‘Mike Nelson: Extinction Beckons’ is an immersive dive into the artist’s visual ouvre
by Shraddha NairApr 01, 2023
•make your fridays matter with a well-read weekend
by Dilpreet BhullarPublished on : Apr 18, 2023
The play around the matrix of space and time in the canon of art history anchors an illusionary world, only to question the dynamics of an informed eye. The geometrical shape, when undergoing the process of conscientious reshaping with added layers, in the current scenario, orients the humankind to unpeel what is invisible. The Canadian-British artist David Spriggs, synonymous with large-scale art installations in 3D and ephemeral in nature, conjures a three-dimensional landscape. The optic art, which a slew of art aficionados have alluded to, explain Spriggs’ artistic practice, overseeing an orchestrated run of contrasted colours. Be it a monochromatic palette or a spectrum of RGBs, when integrally constitutes the 3D installations, the built structure of the venue converses with them.
According to the British artist, the concept of ukiyo-e, which translates to "pictures of the floating world,” dominant in the Japanese art of the late 17th century, has an interesting relation to his work. The term ukiyo-e refers to the fleeting and transitory nature of life. His artworks also share some similarities with this concept of ukiyo-e, as he also tries to capture transitory moments and question the nature of reality. The leitmotif drives the installations such as Black and White, Hierarchy, and First Wave. Additionally, the scale of the installations in relation to the space preoccupies the eyes of the viewers, which more often than not creates an illusion of physicality. The height and depth of the installations put the supposed “disparate” parts of the “whole” into a seamless conversation to defy the logic of gravitational rules.
In an interview with STIR, installation artist Spriggs mentions, “In my artwork ephemeral-like forms appear to be suspended in mid-air, as if they are not conforming to the forces of gravity or nature. This creates an interesting dialogue between the physicality of the materials and their immaterial subject. In a conventional sculpture, form is often rooted in gravity and other physical laws, but in my work, I create layered environments which appear to defy physics, where forms can appear to be floating in stasis, and the boundary between the material and immaterial becomes blurred. There is no true form in my artworks, only separate thin image-planes that we interpret in our minds together as form.”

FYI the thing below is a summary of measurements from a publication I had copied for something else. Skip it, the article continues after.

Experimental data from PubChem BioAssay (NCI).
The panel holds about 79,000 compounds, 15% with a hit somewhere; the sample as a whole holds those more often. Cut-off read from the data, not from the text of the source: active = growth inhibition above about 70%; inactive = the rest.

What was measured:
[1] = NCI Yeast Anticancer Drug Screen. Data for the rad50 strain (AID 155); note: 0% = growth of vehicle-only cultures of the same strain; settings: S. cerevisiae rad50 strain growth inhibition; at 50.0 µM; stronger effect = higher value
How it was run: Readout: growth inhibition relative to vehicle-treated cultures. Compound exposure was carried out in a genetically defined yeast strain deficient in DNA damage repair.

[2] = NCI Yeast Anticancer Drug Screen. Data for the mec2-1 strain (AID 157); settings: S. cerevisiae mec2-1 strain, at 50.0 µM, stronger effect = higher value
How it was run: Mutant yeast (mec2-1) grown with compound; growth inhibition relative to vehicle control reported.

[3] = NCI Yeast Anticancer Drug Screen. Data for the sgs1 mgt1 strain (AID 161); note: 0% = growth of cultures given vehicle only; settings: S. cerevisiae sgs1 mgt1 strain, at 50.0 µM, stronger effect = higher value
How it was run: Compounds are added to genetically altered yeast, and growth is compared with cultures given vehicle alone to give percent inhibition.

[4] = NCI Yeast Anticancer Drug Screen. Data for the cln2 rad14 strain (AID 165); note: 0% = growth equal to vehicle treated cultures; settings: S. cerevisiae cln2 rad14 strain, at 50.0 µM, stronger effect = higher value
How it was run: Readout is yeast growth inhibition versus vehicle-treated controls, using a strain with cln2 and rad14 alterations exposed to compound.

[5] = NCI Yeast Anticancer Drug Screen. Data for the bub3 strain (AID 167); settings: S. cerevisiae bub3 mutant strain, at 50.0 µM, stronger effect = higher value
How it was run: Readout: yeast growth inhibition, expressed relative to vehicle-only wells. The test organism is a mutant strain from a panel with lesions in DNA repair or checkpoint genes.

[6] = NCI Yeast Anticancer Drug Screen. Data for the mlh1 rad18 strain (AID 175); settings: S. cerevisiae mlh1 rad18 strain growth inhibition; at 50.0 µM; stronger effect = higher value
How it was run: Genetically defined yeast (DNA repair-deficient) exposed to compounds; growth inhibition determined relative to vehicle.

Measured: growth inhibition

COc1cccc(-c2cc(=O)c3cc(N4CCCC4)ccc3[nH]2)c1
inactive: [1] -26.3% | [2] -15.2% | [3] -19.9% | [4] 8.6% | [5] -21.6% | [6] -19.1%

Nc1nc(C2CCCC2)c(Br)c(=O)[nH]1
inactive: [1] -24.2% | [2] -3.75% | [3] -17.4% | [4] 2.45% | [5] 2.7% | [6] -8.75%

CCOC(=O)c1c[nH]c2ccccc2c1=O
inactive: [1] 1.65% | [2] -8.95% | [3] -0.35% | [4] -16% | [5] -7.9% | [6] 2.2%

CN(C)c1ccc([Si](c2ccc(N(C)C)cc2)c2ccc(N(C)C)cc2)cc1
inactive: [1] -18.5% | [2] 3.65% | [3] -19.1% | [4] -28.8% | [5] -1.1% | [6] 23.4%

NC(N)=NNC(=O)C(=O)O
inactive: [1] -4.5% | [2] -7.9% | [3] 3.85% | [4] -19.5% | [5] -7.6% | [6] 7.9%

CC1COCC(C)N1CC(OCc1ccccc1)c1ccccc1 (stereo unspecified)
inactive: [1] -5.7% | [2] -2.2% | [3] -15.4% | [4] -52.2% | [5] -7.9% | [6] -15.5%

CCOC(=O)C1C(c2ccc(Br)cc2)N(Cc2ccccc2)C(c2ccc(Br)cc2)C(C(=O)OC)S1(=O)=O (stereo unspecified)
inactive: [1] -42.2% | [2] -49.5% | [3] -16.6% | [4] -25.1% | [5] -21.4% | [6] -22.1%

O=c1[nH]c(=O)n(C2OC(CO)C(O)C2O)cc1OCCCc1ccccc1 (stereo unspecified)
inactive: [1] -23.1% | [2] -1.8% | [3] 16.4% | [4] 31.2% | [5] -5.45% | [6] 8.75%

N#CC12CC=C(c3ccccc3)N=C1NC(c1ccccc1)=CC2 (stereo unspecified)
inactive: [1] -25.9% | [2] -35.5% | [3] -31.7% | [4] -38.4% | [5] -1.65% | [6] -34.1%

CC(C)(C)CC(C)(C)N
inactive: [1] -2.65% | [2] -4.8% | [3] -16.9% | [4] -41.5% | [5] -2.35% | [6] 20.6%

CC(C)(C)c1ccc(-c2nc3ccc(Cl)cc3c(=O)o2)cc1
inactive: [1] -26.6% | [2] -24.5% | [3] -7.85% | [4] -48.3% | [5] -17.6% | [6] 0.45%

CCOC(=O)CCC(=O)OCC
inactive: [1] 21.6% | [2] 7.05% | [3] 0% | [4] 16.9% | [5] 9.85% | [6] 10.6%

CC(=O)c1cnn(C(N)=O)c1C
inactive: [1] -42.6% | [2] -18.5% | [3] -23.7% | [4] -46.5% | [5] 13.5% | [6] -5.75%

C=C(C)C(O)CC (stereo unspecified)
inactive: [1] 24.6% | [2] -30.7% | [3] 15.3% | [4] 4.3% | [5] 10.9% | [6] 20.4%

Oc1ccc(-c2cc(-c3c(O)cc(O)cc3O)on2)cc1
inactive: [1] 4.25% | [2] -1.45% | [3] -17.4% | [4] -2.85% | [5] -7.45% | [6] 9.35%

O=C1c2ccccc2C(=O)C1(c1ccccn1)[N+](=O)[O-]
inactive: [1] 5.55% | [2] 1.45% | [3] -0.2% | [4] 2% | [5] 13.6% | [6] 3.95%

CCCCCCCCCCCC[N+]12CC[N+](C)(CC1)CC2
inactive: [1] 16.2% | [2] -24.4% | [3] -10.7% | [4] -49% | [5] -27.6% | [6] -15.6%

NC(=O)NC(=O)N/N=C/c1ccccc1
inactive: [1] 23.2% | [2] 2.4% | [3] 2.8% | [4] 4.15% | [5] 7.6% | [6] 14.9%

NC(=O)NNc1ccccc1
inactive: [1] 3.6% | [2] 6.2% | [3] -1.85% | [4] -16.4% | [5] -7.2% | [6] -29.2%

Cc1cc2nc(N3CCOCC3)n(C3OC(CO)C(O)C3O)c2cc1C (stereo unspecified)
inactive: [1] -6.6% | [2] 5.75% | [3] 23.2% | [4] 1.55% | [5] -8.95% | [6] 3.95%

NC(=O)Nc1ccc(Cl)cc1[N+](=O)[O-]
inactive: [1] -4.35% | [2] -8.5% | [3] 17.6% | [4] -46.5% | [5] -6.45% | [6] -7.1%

The installation Black & White was exhibited at the last edition of Noor Riyadh in Saudi Arabia. The installation is made with spray-painted pigment on 90 transparencies layered through the architectural space. The two objectified forms of the colours black and white function as a symbol of duality. "The title of the work also refers to the psychology of ‘black and white’, thinking or splitting, a destructive thought pattern of thinking in absolutes—a thought process I see more frequently today with the extreme left and right politics. I have separated the colours into visually opposing entities to lead the viewer to navigate centrally between them," says Spriggs.
Another installation, Hierarchy, part of a series of artworks occupied by the contrast of colours black and white, is a survey of these colours in an abstract compositional form. Spriggs draws inspiration from the modernist tradition in arts and artists, particularly Mark Rothko, to dig deeper into the realm of power and domination. The Stratachrome sculpture even with its binaries, in terms of colour, does not fail to hint at the nuanced power dynamics. The abstraction dovetailed with the complexity of the installation extends as a metaphoric commentary to defy the conventional understanding of social constructs.
The colours, besides the scale of the installations, act as a point of access through which the phenomena of space-time, the edifice of power and organised surveillance are put to the fore for the viewers. In a similar vein, the installation art First Wave by Spriggs, exhibited at the Oku-Noto Triennale in Suzu, Japan, was created during COVID-19 pandemic. The artwork is made up of 90 transparent sheets painted with hues of red and put together in an array of layers to create an illusion of tsunami wave. The searing colour of red associated with blood raises the emotional investment of the viewers. The title of the artwork, First Wave, speaks to the cataclysmic effect of the pandemic as well as the luminary Hokusai print, The Great Wave off Kanagawa in the history of Japanese art history.
In the chapter Interlude: Of Force Fields and Rhythm Contours from his book Relationscapes: Movement, Art, Philosophy, Erin Manning describes the experience of watching Spriggs' animates sculptures as “where we no longer simply observe—we are moved by the experience of watching, and we move with it. We note the contours but feel the colours.” The artist is hopeful that the viewer will engage and consider the concepts and subject matter that he has focused on. While the layering technique he developed in 1999 is interesting, yet, he thinks that "there is a lot more going on behind each artwork. New questions should arise from each artwork and challenge the viewer to see it differently. Through my artwork I explore phenomena, space-time and movement, colour, visual systems and surveillance, the strategies and symbols of power, and the thresholds of form and perception,” ruminates Spriggs.
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